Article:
23 Chaplain Spencer Cone, a Baptist minister, served as Chaplain of the House in 1815. An example of Chaplain Cone's enthusiastic ministerial style is described in his biography. Cone and Cone, The Life of Spencer H. Cone, 142 (1857). As House Chaplain, Cone "fearlessly proclaimed the Gospel." During the congressional session, "a person, high in rank" became gravely ill. The man in question apparently sought out Chaplain Cone for aid. When, however, the man died, Chaplain Cone took to the floor of the House to preach about the lesson learned: ... the young chaplain ... made a striking allusion to those who lived without God in the world. When laid upon a death-bed, however and summoned to their account, they dare not meet the Judge. Then they call for God's people to supplicate, in their behalf, the God they had denied .... But the hour of Mercy had passed, and they die in hopeless, terrible despair. This solemn truth he uttered boldly, and with striking effect, in the Hall of Representatives. Id. at 142-143. Thus, Chaplain Cone preached a Christian sermon to Congress on the House floor regarding the need of sinners to seek God's mercy well before death. Id. at 143-144. In apparent reference to the same incident, Chaplain Cone himself recounted he "mentioned ... the last words of one of the members, who had died two or three weeks before," and that he "took occasion to prove from the Bible that 'except a man be born again, he cannot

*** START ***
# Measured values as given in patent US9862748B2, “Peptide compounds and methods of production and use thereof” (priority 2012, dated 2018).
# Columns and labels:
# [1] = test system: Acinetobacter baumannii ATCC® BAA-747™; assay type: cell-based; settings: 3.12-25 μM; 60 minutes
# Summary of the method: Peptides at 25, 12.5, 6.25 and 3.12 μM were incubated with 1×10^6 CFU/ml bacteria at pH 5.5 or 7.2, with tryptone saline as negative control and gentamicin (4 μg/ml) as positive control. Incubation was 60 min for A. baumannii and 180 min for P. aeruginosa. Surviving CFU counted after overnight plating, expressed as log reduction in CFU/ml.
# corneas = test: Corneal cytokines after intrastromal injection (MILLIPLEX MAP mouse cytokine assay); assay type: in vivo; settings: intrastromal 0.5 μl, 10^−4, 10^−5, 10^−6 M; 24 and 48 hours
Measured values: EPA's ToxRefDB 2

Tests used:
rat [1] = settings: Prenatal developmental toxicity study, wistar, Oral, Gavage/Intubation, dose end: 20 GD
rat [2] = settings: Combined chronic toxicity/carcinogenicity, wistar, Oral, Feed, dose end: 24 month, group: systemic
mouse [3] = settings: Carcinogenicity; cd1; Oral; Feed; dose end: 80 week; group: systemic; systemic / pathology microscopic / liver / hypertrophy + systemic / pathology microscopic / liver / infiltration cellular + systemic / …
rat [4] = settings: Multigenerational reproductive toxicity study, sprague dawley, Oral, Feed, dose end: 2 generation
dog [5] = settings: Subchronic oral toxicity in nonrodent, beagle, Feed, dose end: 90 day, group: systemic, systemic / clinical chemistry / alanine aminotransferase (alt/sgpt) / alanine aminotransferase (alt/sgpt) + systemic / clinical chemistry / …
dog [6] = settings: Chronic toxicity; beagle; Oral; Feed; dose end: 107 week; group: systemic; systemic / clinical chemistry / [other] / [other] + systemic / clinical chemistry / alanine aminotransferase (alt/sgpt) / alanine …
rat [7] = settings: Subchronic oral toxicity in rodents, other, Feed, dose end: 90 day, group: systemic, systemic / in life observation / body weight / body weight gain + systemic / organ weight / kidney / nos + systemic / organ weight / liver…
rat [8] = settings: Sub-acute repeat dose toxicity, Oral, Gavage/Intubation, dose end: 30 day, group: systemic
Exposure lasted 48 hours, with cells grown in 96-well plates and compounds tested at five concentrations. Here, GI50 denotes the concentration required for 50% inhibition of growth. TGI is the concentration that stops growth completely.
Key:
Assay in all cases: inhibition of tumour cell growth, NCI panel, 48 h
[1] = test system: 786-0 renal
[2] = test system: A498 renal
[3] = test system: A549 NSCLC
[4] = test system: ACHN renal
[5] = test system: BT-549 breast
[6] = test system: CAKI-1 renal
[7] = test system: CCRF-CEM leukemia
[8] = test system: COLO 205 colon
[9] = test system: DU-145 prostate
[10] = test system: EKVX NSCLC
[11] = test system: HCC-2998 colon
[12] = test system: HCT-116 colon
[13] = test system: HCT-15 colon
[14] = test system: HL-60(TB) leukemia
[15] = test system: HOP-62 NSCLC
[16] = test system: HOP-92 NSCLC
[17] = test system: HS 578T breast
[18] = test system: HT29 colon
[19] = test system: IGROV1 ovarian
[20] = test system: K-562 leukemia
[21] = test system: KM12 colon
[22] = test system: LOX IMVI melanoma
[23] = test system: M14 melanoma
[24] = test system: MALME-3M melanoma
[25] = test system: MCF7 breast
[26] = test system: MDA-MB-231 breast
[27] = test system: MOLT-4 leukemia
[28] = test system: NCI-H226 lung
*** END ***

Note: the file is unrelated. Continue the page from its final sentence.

24 enter the Kingdom of God."' Armitage, The Funeral Sermon on the Death of the Rev. Spencer Houghton Cone, 38 (1853). Other examples of congressional chaplains who performed divine service in Congress abound. Senate Chaplain John P. Durbin (1832) described his "religious services" for Congress in the mornings as including the Lord's Prayer. He stated he made morning prayers "as simple and devout as I can ... " and sought to assist members to "bear the fruit of salvation." Roche, The Life of John Price Durbin: 62, 63 (1889). In 1832, a joint committee recommended, on the one hundredth anniversary of George Washington's birthday, that "the chaplains of the two Houses of Congress ... perform divine service in the capitol on the 22d instant ...." 9 Register of Debates, 368 (1832). In performing the service, Chaplain Durbin read from Revelations and then spoke about how "[o]ur obligations to worship Jehovah are founded, mainly on his infinite excellence, our relations to him as his creatures, and his benefits to us." Roche, at 71. Moreover, on January 4, 1859, at the opening the new Senate chamber, a prayer was offered by the Rev. P. D. Gurley. In that prayer, there were references to "Jesus Christ," "our Father," and the "Father, Son, and Holy Ghost." Rev. Gurley asked God to protect "our country" and "all our precious interests." Congressional Globe, 35th Cong., 2d Sess. 204 (1859). Other examples of "sectarian" prayers opening legislative business include: Congressional Globe, 37th Cong. 2d Sess. 1 (1861) ("We are unwor-